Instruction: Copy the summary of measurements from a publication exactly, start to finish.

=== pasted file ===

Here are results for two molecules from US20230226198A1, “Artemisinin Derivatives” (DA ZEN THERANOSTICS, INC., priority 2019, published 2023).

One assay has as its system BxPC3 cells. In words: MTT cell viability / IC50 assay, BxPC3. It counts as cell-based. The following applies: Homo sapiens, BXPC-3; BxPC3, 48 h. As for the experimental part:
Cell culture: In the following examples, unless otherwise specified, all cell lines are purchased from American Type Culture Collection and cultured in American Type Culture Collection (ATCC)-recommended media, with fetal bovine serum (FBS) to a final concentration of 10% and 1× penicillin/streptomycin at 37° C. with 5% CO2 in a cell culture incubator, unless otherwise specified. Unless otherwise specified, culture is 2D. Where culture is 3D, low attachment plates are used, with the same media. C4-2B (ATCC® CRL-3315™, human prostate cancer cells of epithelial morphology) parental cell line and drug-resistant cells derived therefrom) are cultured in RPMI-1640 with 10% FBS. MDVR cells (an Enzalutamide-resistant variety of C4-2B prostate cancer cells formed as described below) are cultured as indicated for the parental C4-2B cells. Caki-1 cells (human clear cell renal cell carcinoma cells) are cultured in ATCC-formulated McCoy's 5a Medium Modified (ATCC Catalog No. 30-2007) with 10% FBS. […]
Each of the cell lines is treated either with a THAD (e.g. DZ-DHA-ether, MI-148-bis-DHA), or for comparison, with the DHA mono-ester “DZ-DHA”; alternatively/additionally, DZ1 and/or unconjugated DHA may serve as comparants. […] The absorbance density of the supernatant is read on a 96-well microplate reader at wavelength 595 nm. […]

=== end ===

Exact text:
Here are results for two molecules from US20230226198A1, “Artemisinin Derivatives” (DA ZEN THERANOSTICS, INC., priority 2019, published 2023).

One assay has as its system BxPC3 cells. In words: MTT cell viability / IC50 assay, BxPC3. It counts as cell-based. The following applies: Homo sapiens, BXPC-3; BxPC3, 48 h. As for the experimental part:
Cell culture: In the following examples, unless otherwise specified, all cell lines are purchased from American Type Culture Collection and cultured in American Type Culture Collection (ATCC)-recommended media, with fetal bovine serum (FBS) to a final concentration of 10% and 1× penicillin/streptomycin at 37° C. with 5% CO2 in a cell culture incubator, unless otherwise specified. Unless otherwise specified, culture is 2D. Where culture is 3D, low attachment plates are used, with the same media. C4-2B (ATCC® CRL-3315™, human prostate cancer cells of epithelial morphology) parental cell line and drug-resistant cells derived therefrom) are cultured in RPMI-1640 with 10% FBS. MDVR cells (an Enzalutamide-resistant variety of C4-2B prostate cancer cells formed as described below) are cultured as indicated for the parental C4-2B cells. Caki-1 cells (human clear cell renal cell carcinoma cells) are cultured in ATCC-formulated McCoy's 5a Medium Modified (ATCC Catalog No. 30-2007) with 10% FBS. […]
Each of the cell lines is treated either with a THAD (e.g. DZ-DHA-ether, MI-148-bis-DHA), or for comparison, with the DHA mono-ester “DZ-DHA”; alternatively/additionally, DZ1 and/or unconjugated DHA may serve as comparants. […] The absorbance density of the supernatant is read on a 96-well microplate reader at wavelength 595 nm. […]